'Holy Robe' draws thousands to exposition in German cathedral
April 16, 2012
The Catholic cathedral of Trier, Germany, is expecting thousands of pilgrims for a display of the cloth that is said to be the robe worn by Jesus before his Crucifixion.
The Heiliger Rock (“Holy Robe”) was reportedly discovered and brought back from the Holy Land by St. Helena. It was first displayed in Trier in 1512. This year, for the 500th anniversary of that first display, the public was invited to view the robe at a public exposition that began on April 13 and will continue until May 13.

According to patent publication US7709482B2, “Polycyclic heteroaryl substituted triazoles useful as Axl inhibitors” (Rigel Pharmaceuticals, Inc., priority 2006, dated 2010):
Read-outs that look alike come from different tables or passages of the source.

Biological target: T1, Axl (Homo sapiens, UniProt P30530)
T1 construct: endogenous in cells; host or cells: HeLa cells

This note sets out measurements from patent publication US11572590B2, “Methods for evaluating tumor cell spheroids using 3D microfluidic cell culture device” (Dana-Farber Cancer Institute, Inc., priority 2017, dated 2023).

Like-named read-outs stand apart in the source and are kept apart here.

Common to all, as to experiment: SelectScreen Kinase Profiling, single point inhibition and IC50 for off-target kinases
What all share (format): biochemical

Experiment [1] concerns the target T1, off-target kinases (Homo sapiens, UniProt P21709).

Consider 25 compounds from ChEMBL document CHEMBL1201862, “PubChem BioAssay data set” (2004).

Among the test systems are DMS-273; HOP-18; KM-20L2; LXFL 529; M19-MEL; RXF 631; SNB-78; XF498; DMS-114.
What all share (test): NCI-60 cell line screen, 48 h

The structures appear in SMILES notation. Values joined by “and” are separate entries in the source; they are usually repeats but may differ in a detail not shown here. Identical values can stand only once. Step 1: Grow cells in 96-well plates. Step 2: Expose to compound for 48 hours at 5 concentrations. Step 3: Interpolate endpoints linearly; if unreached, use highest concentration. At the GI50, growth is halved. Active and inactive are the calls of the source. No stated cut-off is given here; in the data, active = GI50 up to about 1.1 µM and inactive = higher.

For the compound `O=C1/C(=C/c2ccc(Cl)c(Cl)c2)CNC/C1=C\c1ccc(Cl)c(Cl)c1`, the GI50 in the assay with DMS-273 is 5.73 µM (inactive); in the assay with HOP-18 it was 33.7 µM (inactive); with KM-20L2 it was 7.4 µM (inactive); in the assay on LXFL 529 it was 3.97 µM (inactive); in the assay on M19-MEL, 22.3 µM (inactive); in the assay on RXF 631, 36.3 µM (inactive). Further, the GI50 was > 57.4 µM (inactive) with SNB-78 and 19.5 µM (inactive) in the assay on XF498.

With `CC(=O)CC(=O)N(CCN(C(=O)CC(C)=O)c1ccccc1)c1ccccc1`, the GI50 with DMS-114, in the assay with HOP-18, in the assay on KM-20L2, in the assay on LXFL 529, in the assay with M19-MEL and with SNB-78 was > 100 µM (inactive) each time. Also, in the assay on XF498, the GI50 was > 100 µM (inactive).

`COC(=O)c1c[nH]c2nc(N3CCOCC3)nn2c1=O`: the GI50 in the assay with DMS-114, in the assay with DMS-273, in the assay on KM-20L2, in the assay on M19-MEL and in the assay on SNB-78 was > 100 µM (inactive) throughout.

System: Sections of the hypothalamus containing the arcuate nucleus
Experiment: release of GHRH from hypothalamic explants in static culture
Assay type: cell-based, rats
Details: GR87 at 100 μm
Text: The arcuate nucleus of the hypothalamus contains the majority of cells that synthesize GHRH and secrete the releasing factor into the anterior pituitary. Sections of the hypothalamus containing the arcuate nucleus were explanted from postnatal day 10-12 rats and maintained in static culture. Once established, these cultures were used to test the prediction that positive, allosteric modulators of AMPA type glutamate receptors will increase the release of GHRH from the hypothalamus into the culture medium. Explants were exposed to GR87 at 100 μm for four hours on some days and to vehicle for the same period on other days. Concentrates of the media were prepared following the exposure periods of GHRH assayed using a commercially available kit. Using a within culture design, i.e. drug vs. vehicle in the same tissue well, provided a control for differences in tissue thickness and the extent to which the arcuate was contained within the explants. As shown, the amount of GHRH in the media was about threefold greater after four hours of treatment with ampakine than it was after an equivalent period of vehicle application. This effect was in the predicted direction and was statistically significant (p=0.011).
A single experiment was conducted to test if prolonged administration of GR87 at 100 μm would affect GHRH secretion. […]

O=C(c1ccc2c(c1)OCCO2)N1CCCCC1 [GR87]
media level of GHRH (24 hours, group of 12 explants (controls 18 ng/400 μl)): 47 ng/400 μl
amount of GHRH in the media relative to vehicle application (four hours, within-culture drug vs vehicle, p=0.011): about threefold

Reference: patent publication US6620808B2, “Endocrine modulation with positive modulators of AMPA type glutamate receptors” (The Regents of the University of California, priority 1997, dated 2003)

In a message for the occasion, addressed to Trier’s Bishop Stephan Ackermann, Pope Benedict XVI observed that the Gospel records that Christ’s robe was seamless. This, he said, was seen by the Church Fathers as a symbol of unity within the Church, a community bound by the love of Christ. Furthermore, the Pope said, the robe was described as “woven in one piece from the top.” The Pontiff reflected: “This too is an image of the Church, which lives not thanks to her own efforts but because of the action of God.”
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